Singapore Zam Zam (697 North Bridge Road)

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The signage for Singapore Zam Zam, the oldest Indian Muslim restaurant in Singapore. Photo from Coconuts.

Singapore Zam Zam is reportedly the oldest Indian Muslim restaurant in Singapore. Established in 1908,[1] the popular restaurant is situated opposite Sultan Mosque along North Bridge Road and is famous for its murtabak. The restaurant is situated in a two-floor building in which the first floor consists of a kitchen and a small open-air seating area while the second floor has a larger air-conditioned seating area. The name Zam Zam refers to the holy water from Mecca, a historical pilgrimage site for Muslims around the world.

History[edit | edit source]

The Indian-Muslim restaurant was established in Singapore in 1908. A man by the name of Haji Mahmud set up Zam Zam Restaurant after travelling to Singapore from Kerala, India.[2] He came to Singapore with two childhood friends, Abdul Raheman who opened Victory Restaurant in 1910 and Abdul Kadir who opened Singapore Restaurant in 1911.[3] Due to their good relations, they opened their restaurants next to one another.[4]


In 1985, Singapore restaurant and Zam Zam restaurant merged and was renamed as Singapore Zam Zam.[5] Zam Zam restaurant has been passed down through generations of Haji Mahmud's family. Due to changes in ownership and increasing competition, Singapore Zam Zam and the neighbouring Victory Restaurant developed a rivalry over the years.

Menu[edit | edit source]

Singapore Zam Zam's Chicken Murtabak. Photo from Singapore Zam Zam's Facebook page.

Singapore Zam Zam is well known for its murtabak and nasi briyani.[6] Unlike the murtabak from other Indian-Muslim stalls, the murtabak is placed above an additional base layer of fried prata kosong and a generous amount of egg and minced meat is placed on the murtabak.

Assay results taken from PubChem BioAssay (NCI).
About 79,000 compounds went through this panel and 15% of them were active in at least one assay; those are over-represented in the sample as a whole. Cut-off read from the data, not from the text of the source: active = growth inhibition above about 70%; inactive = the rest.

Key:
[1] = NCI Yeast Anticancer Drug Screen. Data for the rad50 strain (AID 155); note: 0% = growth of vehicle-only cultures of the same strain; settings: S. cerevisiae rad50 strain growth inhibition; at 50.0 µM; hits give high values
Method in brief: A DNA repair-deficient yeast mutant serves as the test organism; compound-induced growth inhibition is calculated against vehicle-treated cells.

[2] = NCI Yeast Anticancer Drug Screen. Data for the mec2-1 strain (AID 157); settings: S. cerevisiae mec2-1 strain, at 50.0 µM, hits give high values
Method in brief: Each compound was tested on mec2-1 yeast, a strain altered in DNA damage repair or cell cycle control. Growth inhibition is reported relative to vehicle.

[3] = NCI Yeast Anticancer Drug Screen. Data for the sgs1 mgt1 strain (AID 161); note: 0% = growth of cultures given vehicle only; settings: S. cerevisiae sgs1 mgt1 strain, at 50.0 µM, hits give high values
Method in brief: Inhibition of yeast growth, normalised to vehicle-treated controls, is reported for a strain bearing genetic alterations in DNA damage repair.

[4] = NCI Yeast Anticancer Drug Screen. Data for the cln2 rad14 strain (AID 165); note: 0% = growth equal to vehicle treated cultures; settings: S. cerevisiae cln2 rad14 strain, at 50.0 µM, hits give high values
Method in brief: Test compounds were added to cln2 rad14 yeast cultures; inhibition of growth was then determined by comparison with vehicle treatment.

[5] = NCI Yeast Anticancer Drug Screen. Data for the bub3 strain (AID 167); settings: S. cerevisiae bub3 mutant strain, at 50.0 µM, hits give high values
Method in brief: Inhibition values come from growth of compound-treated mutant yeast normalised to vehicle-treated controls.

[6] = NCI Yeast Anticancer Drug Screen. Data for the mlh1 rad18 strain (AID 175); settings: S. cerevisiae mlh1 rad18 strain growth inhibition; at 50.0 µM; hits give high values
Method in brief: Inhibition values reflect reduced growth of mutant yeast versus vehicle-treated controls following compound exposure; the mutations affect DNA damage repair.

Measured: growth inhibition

In an interview with The Straits Times in 2008, Zam Zam Restaurant’s then Public Relations Manager Mr Zack Talib revealed that the popularity of their Nasi Briyani could be attributed to the gravy used.[7] The gravy had been a family recipe comprising of a variety of authentic Indian spices that had been localised to suit the taste buds of Singaporeans.

Notable events[edit | edit source]

The staff of Zam Zam in Mecca pictured with their restaurant banner. Photo from The Straits Times.

On 20 March 2008, the restaurant conducted a giveaway to commemorate the 100th anniversary of the restaurant and Prophet Muhammad’s birthday.[8] All 61 staff were mobilised to give away 1,500 packets of mutton briyani in the afternoon. In the same year, Singapore Zam Zam had been awarded the title of ‘Most popular nasi briyani’ from The Straits Times.[9] In 2019, they won the title of ‘Best Murtabak’ in local radio station's Class95’s Foodie’s Choice awards.[10]


In 2017, the then owner of Singapore Zam Zam took 27 of his staff to Mecca for their first minor pilgrimage as a form of gratitude for their service.[11] He had reportedly saved for three years and covered a large amount of expenses for his staff including their travel visas, plane tickets and nine days of hotel accommodation.[12] They had sacrificed 10 days of lucrative business during the month of Ramadan in order to attend the special prayers.